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The regulation of auditor ethical behaviour in Australia: the problem of conflicts of interest and proposal for structural reform
thesisposted on 2022-03-28, 16:27 authored by Steven Rex Townsend
Accounting scandals have shaken the foundations of investor confidence in the transparency, integrity and accountability of corporations and capital markets more generally. The accounting profession and more specifically auditors are claimed to have played a role in these events in Australia. Public disquiet about the audit role has surfaced amongst allegations that these gatekeepers have helped facilitate financial accounting irregularity. While the narrative behind each instance of corporate failure comprises a complex array of facts and relationships, questionable ethical auditor behaviour stands as a significant chpater of each story. For the audit profession, these developments highlight the gap between public expectations and the reality of what the auditor’s role entails. Public perception finds the auditor either incapable of detecting, or choosing not to control, unscrupulous management practices. The conclusion reached by many members of the community and corporate regulators is that auditors have failed in their responsibility, and that their independence from auditee management has been compromised in many instances of corporate collapse. These types of perceptions must be acknowledged and addressed by the audit profession for it to restore trust in both the capital markets and itself more importantly. Conflicts of interest are allowed to develop and flourish within auditor-client relationships. The current regime relies upon auditor legal liability to ensure truth telling in financial reporting; however this approach has not delivered the level of assurance required by financial statement users. This situation could be markedly improved through the introduction of financial statement insurance (‘FSI’). This insurance approach offers a market-based solution to more effectively deal with bias existing in financial statements, to ensure fewer misrepresentations arise and smaller shareholder losses are incurred. Financial statements insurance is shown by this thesis to be an effective market mechanism, that if introduced would bring about significant change to the structure of financial reporting relationships and auditor incentives. This shift would align auditor and manager incentives with those of shareholders to ensure better quality audits, and produce higher quality financial statements. Although the FSI model is not perfect, it does promise considerable advantages over the current auditor liability model. While some existing imperfections are sustained or reappear in different guises under FSI, none of these are aggravated and most are mitigated. While FSI does hold considerable promise, it is a bold and somewhat radical proposal given the present entrenched nature of audit stakeholder relationships and the significant change needed to realign these. No matter what the future holds for the audit function, in the end, there should never be a black box of unquestioned audit processes or conflicted relationships. Regulators and researchers must be vigilant and question concepts and discourse that might otherwise restrict the market for auditor services at the expense of information users.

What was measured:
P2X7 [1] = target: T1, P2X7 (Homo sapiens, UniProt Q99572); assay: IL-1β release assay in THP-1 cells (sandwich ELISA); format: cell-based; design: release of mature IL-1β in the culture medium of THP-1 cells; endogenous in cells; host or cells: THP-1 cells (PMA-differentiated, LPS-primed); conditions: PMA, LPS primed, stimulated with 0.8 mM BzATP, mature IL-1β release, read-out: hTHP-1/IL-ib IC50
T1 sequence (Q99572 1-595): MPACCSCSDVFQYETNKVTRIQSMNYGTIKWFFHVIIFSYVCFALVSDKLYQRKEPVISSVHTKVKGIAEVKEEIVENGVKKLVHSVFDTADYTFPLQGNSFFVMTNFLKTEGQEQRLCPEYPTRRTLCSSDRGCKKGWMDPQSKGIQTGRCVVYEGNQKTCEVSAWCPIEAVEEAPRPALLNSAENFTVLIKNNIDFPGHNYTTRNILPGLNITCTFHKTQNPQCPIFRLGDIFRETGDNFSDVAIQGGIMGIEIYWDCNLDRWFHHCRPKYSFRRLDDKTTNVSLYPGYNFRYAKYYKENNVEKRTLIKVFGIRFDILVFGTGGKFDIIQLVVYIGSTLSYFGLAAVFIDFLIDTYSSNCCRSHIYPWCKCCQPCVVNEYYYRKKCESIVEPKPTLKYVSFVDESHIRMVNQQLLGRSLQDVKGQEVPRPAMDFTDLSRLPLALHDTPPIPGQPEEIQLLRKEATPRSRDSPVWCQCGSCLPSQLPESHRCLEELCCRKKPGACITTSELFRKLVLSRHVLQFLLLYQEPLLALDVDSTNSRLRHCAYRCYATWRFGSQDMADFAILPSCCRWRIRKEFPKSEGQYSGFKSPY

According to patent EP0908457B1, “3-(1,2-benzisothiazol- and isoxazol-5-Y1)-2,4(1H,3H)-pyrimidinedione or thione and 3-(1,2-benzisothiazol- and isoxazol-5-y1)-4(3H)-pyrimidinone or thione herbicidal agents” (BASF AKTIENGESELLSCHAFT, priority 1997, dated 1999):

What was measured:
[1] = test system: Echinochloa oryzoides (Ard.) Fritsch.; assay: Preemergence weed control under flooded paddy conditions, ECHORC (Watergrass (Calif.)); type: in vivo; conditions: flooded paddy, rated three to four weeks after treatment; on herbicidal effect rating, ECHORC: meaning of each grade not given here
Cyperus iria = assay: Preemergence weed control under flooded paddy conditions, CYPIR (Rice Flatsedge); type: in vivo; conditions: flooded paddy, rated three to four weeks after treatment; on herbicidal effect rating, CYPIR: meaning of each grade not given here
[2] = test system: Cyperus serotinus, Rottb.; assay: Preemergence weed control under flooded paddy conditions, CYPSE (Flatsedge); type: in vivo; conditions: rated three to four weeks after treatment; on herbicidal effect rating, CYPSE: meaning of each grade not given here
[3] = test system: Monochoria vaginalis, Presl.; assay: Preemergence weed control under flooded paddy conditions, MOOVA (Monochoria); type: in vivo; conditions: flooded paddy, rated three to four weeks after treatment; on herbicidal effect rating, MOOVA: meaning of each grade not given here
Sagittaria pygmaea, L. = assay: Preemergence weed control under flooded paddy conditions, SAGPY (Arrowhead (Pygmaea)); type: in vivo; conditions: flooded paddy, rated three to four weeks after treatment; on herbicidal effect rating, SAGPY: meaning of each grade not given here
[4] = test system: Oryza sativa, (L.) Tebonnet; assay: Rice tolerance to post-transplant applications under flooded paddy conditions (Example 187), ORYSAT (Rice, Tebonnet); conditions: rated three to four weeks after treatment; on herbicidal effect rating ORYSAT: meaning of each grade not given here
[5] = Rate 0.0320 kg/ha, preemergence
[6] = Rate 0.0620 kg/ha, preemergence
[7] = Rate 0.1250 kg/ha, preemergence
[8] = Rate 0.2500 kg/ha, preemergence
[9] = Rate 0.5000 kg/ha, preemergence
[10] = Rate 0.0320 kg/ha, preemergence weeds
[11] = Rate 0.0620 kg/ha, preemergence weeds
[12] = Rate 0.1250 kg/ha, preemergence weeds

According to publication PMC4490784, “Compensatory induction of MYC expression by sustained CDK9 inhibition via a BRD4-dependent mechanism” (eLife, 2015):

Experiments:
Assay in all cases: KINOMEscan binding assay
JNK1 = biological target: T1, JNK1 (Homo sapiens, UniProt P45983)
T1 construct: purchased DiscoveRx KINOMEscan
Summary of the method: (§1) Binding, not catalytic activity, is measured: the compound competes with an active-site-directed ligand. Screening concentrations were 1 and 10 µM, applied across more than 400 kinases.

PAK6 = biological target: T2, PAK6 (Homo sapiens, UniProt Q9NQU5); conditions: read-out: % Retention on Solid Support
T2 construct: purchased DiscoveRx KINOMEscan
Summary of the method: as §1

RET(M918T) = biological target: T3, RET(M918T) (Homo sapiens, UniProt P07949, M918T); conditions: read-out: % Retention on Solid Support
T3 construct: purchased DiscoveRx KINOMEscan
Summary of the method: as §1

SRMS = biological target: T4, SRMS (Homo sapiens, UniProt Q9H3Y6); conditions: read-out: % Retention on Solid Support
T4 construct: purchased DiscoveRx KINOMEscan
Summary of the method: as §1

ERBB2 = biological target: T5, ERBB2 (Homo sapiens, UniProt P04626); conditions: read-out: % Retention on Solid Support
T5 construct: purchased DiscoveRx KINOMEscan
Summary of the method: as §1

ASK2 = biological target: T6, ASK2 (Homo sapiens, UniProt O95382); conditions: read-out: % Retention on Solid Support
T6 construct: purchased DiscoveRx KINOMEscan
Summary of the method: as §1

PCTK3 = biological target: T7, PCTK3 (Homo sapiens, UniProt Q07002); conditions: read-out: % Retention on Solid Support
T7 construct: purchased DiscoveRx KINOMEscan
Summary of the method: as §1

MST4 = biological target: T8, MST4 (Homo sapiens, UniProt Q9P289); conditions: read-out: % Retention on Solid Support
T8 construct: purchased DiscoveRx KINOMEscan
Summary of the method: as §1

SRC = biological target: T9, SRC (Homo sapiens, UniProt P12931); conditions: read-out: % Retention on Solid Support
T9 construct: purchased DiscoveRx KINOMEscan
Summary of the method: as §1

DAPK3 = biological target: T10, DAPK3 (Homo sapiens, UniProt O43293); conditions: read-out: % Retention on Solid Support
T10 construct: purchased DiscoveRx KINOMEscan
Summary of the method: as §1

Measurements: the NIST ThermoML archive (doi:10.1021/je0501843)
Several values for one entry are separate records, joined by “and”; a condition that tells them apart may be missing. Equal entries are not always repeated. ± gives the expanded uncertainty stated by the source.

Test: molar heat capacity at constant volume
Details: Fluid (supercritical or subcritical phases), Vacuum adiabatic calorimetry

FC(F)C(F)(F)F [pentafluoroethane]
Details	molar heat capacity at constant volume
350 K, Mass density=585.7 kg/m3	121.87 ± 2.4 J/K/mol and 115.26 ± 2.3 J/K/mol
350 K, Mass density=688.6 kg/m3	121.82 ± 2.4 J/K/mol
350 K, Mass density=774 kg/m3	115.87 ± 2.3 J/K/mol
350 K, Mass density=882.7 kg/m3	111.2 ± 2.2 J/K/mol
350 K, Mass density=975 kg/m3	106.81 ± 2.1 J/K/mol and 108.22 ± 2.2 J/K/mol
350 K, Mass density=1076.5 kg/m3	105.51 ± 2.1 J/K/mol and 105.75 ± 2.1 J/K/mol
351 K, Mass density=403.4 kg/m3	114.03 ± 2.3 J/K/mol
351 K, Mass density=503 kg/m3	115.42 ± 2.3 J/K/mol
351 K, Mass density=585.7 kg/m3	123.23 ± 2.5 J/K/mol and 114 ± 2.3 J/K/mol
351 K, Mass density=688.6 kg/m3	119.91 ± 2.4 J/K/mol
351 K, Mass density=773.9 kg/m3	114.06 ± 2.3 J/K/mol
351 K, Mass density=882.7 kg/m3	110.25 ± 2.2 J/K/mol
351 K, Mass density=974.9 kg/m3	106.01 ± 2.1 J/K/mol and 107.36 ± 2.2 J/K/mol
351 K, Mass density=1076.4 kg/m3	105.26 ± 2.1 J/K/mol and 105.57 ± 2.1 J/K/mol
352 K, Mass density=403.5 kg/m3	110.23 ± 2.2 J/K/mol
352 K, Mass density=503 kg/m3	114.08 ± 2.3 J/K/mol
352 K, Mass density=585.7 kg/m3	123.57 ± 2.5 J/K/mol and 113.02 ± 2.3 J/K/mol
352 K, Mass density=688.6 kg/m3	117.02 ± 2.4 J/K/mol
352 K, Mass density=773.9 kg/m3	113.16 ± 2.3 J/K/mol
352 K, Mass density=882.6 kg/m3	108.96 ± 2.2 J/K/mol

Table of ContentsChapter 1. Theoretical overview -- Chapter 2. The nature of accounting and true disclosure -- Chapter 3. The nature of ethics and ethical theory -- Chapter 4. The rise of accounting as a profession -- Chapter 5. Ethical behaviour and the accounting profession -- Chapter 6. Auditing governance and accountability -- Chapter 7. Auditor independence -- Chapter 8. Financial statement insurance -- Chapter 9. Conclusion.
Notes"This thesis is presented for the degree of Doctor of Philosophy in Law, 2014". Includes bibliographical references
Awarding InstitutionMacquarie University
Degree TypeThesis PhD
DegreePhD, Macquarie University, Faculty of Arts, Department of Law
Department, Centre or SchoolDepartment of Law
Year of Award2014
Principal SupervisorMalcolm Voyce
RightsCopyright Steven Rex Townsend 2014. Copyright disclaimer: http://mq.edu.au/library/copyright
Extent1 online resource (xii, 363 pages)
Former Identifiersmq:53828 http://hdl.handle.net/1959.14/1137938
Accounting -- AustraliaAccountingregulationfinancial statement insuranceCorporations -- Corrupt practices -- Australia -- AccountingauditorsaccountantsAuditorsEthics -- AustraliaethicsCorporationsAccounting -- Corrupt practices -- AustraliaEthicsthe professionsAuditors -- Malpractice -- AustraliaAuditors -- Professional ethics -- Australiaconflicts of interest